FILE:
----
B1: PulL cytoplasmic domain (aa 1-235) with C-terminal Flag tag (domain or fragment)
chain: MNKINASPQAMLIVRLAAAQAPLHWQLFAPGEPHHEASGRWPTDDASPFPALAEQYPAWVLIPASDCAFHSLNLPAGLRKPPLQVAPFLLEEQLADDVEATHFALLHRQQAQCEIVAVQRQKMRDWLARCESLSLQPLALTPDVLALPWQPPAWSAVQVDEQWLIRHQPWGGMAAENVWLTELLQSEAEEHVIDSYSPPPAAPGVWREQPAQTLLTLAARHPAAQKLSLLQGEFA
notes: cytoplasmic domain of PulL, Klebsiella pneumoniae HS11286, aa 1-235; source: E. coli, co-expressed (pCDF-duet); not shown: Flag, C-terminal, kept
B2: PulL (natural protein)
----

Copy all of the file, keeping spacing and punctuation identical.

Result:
B1: PulL cytoplasmic domain (aa 1-235) with C-terminal Flag tag (domain or fragment)
chain: MNKINASPQAMLIVRLAAAQAPLHWQLFAPGEPHHEASGRWPTDDASPFPALAEQYPAWVLIPASDCAFHSLNLPAGLRKPPLQVAPFLLEEQLADDVEATHFALLHRQQAQCEIVAVQRQKMRDWLARCESLSLQPLALTPDVLALPWQPPAWSAVQVDEQWLIRHQPWGGMAAENVWLTELLQSEAEEHVIDSYSPPPAAPGVWREQPAQTLLTLAARHPAAQKLSLLQGEFA
notes: cytoplasmic domain of PulL, Klebsiella pneumoniae HS11286, aa 1-235; source: E. coli, co-expressed (pCDF-duet); not shown: Flag, C-terminal, kept
B2: PulL (natural protein)